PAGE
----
WASHINGTON (Reuters)–The US State Department said on Monday it was concerned by what appeared to be a wave of politically motivated arrests in Azerbaijan over the weekend.
Police arrested hundreds of Azeri opposition supporters and armed men reportedly hauled away an opposition leader on Saturday as the newly elected president–Ilham Aliyev–vowed to clamp down on protests against his contested election.
The arrests have drawn criticism from the Organization for Security and Cooperation in Europe (OSCE)–a regional security group that often acts as a watchdog for democracy. State Department spokesman Adam Ereli echoed its concerns.
"We share those concerns at what appears to be a wave of politically motivated arrests over the weekend,” Ereli told reporters. "It is our view that Azerbaijan’s government must follow through on its OSCE commitmen’s to safeguard its citizens and respect their rights. We also call upon the opposition parties to act peacefully and within the law.”
"We’re also worried about post election violence … and we have called on both the government and the opposition parties to stop it,” he added. "Those who are engaged in criminal acts should be pursued as should be police who used excessive force. There is no place in a democracy for such violence.”
Western governmen’s and investors have winced as police firing tear gas stormed into a crowd of 3,000 protesters on Thursday in the worst such violence in Azerbaijan in a decade.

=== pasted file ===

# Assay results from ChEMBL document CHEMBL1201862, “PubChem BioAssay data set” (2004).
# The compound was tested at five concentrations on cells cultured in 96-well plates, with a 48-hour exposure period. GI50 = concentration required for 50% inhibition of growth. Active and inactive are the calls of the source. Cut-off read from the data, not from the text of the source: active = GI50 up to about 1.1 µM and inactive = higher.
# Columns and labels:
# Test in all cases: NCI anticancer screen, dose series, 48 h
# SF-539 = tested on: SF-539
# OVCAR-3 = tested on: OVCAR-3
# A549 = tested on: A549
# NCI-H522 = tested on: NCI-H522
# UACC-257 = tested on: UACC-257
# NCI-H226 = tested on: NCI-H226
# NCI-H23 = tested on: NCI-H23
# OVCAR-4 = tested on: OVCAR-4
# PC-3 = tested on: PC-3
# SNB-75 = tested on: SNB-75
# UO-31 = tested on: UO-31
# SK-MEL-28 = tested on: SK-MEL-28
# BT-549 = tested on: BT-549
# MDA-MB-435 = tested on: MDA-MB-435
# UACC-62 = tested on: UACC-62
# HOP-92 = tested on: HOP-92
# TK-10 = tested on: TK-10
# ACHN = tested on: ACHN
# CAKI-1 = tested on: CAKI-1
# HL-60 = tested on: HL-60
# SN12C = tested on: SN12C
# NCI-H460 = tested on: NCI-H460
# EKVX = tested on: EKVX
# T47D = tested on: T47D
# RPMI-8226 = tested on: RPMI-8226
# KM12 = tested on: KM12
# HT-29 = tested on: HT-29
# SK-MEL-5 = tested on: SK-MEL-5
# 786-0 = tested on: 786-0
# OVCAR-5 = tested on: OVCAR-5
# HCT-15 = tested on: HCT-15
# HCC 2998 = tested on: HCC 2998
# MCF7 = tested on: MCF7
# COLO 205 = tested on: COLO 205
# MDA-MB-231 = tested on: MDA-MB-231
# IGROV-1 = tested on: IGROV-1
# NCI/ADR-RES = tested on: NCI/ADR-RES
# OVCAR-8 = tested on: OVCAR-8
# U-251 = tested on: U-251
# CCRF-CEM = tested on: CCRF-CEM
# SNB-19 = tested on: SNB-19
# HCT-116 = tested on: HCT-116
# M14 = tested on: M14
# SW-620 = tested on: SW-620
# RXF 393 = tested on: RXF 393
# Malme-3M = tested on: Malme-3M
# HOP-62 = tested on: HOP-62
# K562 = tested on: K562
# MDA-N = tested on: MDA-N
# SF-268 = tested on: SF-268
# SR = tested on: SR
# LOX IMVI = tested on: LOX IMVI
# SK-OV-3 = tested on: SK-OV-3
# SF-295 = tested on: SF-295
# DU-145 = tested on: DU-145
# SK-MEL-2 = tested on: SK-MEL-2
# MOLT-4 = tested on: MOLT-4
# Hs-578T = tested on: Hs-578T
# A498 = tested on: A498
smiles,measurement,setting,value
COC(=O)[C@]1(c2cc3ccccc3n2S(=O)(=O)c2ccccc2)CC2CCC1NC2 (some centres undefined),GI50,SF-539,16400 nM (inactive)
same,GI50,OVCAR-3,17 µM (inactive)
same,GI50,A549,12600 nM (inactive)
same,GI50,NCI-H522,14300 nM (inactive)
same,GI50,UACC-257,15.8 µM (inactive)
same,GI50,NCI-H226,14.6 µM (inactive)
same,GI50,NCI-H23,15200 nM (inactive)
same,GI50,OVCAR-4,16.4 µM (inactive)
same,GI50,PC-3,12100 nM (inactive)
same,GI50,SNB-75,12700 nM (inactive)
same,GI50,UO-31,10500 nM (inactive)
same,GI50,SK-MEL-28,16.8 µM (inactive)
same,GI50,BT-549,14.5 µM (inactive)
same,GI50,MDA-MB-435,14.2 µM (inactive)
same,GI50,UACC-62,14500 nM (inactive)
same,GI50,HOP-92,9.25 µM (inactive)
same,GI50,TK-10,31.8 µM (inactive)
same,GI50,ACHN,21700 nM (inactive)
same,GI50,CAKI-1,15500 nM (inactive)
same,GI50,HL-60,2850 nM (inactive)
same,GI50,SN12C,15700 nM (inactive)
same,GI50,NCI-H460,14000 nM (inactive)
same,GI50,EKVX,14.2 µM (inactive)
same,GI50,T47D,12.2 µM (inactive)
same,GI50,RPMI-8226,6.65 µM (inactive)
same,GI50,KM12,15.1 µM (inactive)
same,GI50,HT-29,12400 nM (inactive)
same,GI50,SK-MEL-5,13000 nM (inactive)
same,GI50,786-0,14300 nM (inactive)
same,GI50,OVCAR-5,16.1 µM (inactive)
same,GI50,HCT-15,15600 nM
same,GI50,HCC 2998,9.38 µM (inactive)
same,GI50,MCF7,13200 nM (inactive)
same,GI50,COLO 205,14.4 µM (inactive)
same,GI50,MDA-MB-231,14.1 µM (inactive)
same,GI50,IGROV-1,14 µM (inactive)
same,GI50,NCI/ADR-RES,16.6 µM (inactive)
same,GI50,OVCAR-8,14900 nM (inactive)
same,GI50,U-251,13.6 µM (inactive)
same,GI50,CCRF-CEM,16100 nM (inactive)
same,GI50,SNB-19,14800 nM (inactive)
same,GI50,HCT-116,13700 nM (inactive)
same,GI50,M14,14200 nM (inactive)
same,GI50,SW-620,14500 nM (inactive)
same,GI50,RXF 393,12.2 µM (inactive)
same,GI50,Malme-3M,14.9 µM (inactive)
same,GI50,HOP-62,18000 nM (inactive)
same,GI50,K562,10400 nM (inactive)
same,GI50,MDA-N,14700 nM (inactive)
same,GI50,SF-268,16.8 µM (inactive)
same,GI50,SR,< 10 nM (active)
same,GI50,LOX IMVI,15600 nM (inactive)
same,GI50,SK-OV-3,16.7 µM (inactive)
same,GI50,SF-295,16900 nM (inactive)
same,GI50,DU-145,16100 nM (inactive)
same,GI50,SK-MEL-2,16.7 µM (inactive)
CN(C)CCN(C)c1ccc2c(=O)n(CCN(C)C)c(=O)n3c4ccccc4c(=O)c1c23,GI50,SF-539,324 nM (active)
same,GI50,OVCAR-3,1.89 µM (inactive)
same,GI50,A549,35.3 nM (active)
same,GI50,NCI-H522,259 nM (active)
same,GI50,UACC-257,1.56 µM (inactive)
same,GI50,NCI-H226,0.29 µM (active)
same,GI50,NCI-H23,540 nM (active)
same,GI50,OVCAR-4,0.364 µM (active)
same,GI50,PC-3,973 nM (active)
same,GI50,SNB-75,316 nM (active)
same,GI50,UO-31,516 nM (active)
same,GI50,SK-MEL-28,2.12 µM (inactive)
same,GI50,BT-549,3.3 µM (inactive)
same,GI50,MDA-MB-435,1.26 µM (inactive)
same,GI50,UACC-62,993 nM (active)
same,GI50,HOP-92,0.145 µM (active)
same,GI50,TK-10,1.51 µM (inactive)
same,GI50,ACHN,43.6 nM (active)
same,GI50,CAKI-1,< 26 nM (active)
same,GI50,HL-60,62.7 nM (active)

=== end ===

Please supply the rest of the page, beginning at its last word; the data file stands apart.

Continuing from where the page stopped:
The discord has been triggered by Wednesday’s presidential poll in which Aliyev was elected to lead the oil-rich country–succeeding his father Haydar Aliyev who is being treated for heart and kidney problems at a hospital in Cleveland–Ohio.
The OSCE has criticized the election–citing cases of ballot-stuffing–intimidation of the opposition and police violence. The opposition said they were robbed of victory.
Separately–Ereli said Deputy Secretary of State Richard Armitage telephoned the younger Aliyev on Friday–noting his "strong performance at the polls” and reiterating the US desire "to work closely with him and with Azerbaijan.”
"Armitage underscored the need to avoid further violence and ensure that final election results are tabulated fairly,” Ereli added. "He emphasized that it is critical for all sides to show maximum restraint.”